The Page
poetry, essays, ideas
"The mythic vision of engaging Apollo in a divine music-making contest devolves into notes that would seem more appropriate for a toilet-paper-roll blowgun." Tom Sleigh • Blackbird
"Warren took it upon himself to write a thirty-page handout on metrics and imagery, which was first used in the spring semester of 1935. A year later, the handout had been expanded to include fiction, drama, and prose—and was printed by LSU with the title, An Approach to Literature. (The scholarly old-guard on campus, unimpressed by the book, began calling it 'The Reproach to Literature.')" Garrick Davis • Contemporary Poetry Review
"If I saw all of these movies, I asked myself, how did I ever find the time to sleep, eat, read books, teach students, raise a family and write hundreds of poems?" Charles Simic • NYRB
"The poetry of ease (should such a thing exist) would be poetry that does not speak of that state as one speaks of an unknown country we might wish one day to visit—Cockaigne, Bensalem, Innisfree—but rather a poetry that expresses ease as we express our native air: stirring it with our living presence, not exhausting it with our efforts." Oren Izenberg • Nonsite
"However, we must settle down, here at the back of the class, and grant that The Complete Poems is an almost fanatically painstaking and altogether admirable piece of work." John Banville • Guardian
"Frivolous and serious, mischievous and magisterial, poets play both sides of the coin of freedom — heads they study (“the scholar’s art,” Wallace Stevens called poetry), tails they frisk. If freedom and poetry seem paradoxical, freedom and poets are all but identical." Ange Mlinko on Susan Stewart • LARB (scroll down)
"His translation frequently makes the verbal imperatives of an epic style an aid to vividness." Jeremy Noel-Tod on Simon Armitage • Telegraph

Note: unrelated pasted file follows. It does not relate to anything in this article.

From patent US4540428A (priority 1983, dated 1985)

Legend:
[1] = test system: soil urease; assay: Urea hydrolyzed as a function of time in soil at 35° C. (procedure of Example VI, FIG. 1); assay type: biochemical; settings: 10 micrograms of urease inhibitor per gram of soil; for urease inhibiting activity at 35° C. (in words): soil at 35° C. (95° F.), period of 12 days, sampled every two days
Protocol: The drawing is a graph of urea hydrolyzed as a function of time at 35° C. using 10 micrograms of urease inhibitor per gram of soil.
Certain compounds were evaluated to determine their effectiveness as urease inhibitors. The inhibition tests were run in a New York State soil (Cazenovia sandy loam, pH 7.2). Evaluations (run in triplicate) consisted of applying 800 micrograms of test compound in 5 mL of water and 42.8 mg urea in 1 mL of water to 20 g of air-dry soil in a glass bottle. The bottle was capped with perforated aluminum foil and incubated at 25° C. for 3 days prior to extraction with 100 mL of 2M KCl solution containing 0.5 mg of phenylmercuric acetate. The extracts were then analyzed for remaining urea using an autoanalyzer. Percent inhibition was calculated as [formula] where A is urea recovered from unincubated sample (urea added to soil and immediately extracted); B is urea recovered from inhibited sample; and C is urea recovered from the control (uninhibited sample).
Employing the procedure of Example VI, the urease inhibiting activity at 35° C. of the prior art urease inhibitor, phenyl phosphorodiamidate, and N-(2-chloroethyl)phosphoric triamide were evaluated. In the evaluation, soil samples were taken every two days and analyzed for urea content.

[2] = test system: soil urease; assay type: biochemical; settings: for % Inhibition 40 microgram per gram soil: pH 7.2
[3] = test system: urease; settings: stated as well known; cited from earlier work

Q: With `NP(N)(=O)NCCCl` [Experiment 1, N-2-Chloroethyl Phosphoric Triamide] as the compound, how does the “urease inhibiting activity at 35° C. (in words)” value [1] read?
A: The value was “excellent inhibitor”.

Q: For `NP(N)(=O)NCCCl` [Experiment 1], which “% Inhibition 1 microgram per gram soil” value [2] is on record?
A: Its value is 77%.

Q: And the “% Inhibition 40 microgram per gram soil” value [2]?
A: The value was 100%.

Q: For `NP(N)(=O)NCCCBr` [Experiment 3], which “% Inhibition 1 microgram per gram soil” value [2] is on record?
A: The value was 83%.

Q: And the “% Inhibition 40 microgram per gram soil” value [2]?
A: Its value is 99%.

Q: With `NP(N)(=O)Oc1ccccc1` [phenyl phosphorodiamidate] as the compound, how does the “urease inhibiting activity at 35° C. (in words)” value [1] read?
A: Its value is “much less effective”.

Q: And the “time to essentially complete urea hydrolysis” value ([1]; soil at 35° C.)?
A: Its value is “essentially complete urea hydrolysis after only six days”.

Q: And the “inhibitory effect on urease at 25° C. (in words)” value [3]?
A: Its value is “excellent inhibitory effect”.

"He was often reduced to penury, and the humiliation of calling on his muses to plea for money in verse." Charles Isherwood on Ben Jonson • NYT
"Squeak, there are other animals inside the pump, the great manatee -- Trichechus manatus -- you've seen it float like a rug that has something wrapped in it among grasses that will not return." Brenda Hillman • Interim
"You know, on my first book I got one rather favorable review that wound up saying, “she has no philosophy whatever.” People who are city people are often bothered by all this “nature” in my poems." Elizabeth Bishop (1977) • Ploughshares
"The lack of substantive criticism of his work is almost certainly due to the fact that each sympathetic critic who comes along—Hollander, Ormsby—feels duty-bound to make the case for the poet afresh, with just enough space left over for those so inclined—Kinzie, or more recently Jason Guriel—to distinguish between Hine’s best work and those places where his genius, to revise Hollander, doesn’t know where to leave off." Bill Coyle on Daryl Hine • CPR
"I don’t mean that the classics are synonymous with Western culture; there are of course many other multicultural strands and traditions that demand our attention, define who we are, and without which the contemporary world would be immeasurably poorer. But the fact is that Dante read Virgil’s Aeneid, not the epic of Gilgamesh." Mary Beard • NYRB